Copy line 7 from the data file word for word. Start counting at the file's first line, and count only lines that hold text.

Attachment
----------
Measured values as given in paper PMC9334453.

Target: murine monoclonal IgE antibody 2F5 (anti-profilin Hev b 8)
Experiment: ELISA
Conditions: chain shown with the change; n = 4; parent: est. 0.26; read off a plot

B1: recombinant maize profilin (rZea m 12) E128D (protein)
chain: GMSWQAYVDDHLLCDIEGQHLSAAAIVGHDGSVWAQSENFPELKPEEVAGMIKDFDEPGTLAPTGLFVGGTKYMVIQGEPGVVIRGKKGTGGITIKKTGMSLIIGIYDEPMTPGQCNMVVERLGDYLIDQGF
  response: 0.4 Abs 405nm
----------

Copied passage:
  response: 0.4 Abs 405nm